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5 Signs Of A Toxic Friendship That Is Secretly Poisoning Your Life

Sometimes, it's the closest people to you who are actually the worst ones for you.

What About Your Friends?

I'm willing to bet some pretty good money that within the past six months alone, you've read at least three articles about toxic relationships. Because of that, you probably already know what toxic means ("poisonous"). You are also probably aware of many telltale signs that you're involved in a toxic relationship or friendship.

But here's something that just might surprise you about toxicity. Did you know that some of the very things that prove to be lethal in heavy doses can actually be tolerated in smaller ones? Snake venom is one example.

When I first discovered that, it got me to thinking. With as much poison – "something harmful or pernicious, as to happiness or well-being" – that a lot of us take in our friendships, sometimes without even knowing it (at first), I'd venture to say that the same thing is happening emotionally. We're remaining in friendships that are not even close to being good for us because the poison that we're taking in is in such small doses that it's going undetected. Keeping that analogy in mind, here are five signs that one (or more) of your friendships is toxic and harming you—whether you realize it or not.

5 Signs Of A Toxic Friendship

1. They Don’t Celebrate You.

You know what's dope? The people who use their social media to big up their friends as much as themselves. The individuals who brag on their peeps more than they gossip about them. The folks who recognize when those close to them are trying to reach a goal and they use some of their own time and resources to help them out.

When you're young, you want friends to kick it with. But as you get older, you tend to want more of a support team. People who want you to win. People who are thrilled to celebrate your goals and achievements right along with you.

If you've got friends who are around when you're low but are somehow always MIA during your really good times—something is off. Unfortunately, some people are only around in the bad times because it makes them feel better about themselves. And that? That is toxic. A good friend is going to be there for ALL of the life experiences that you have. They will pull up in bad times and raise you even higher in good ones.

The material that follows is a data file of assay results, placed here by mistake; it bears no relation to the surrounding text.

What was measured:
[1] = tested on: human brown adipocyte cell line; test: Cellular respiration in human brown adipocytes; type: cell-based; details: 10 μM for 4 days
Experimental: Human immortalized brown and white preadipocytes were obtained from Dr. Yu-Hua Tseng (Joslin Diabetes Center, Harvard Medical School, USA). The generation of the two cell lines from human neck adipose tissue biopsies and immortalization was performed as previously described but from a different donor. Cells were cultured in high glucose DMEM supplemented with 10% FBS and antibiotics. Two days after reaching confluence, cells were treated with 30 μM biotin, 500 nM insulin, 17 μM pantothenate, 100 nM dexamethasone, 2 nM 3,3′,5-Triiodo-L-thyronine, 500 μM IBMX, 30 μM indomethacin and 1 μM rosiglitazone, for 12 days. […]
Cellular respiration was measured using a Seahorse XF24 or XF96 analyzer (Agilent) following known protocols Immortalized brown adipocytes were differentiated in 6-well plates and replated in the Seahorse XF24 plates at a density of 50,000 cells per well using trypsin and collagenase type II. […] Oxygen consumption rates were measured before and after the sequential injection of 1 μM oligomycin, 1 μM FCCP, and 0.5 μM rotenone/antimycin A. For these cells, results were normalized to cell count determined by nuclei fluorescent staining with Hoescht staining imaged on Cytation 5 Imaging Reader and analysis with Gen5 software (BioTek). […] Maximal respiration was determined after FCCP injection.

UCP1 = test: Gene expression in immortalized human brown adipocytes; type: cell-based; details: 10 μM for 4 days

2. They’re Emotionally Manipulative.

This one right here? Chile, don't get me started. Some of us have been emotionally manipulated so much and for so long that we have no clue how to detect the signs. Let me help you out. If you've got friends who twist your words around, are passive-aggressive, give you the silent treatment when things don't go their way, constantly speak over you in a conversation, pressure you to do things you don't really want to do, make you feel bad for having your own perspectives and opinions, constantly criticize you or they deflect from their own issues—yes, you are being emotionally-manipulated and no, it isn't right.

3. They Can Dish What They Can’t Take.

The great novelist, poet, and activist Alice Walker once said, "No person is your friend who demands your silence or denies your right to grow." Here's the thing, though. A good friend not only gives you the space and freedom to grow, but they also challenge you to grow too. In other words, they call you out on your stuff, tell you when you're dead wrong, and hold you accountable whenever you need it. And you know what? It goes both ways.

If you've got the kind of "friend" in your life who is all about telling you about yourself or pointing out your flaws and weaknesses but, at the same time, they can't receive any insight and constructive criticism you have to offer? Those kinds of people are not looking for friends; they are looking for fans. It can be another subtle sign of being in a toxic friendship situation.

4. You Can’t Give Five Good Reasons to Remain in the Friendship.

I say it all of the time. One of the best movie lines is from Love Jones. It's when Nina (Nia Long) was talking to her ex-fiance' about how things weren't working out. When he said that was hard to believe due to all of the time they had been together, Nina responded with, "All we have are all these years." #itwillpreach

Many of us have confused time for loyalty. In other words, just because you've known someone for years and years, that's not a good enough reason to keep them in the innermost realms of your life.

If you pulled out a piece of paper right now and you can't find five bonafide benefits that come from being in your friendship with someone, while it might not be time to cut them off, it's definitely (past) time to realign your boundaries.

5. The Friendship Is Stagnant.

Everything that's good and healthy in life is supposed to show signs of progress. Our careers, our romantic relationships and, yes, even our friendships. If your friends aren't helping and encouraging you to evolve into a better person – both personally and professionally – no matter how much you like them, something is subtly toxic.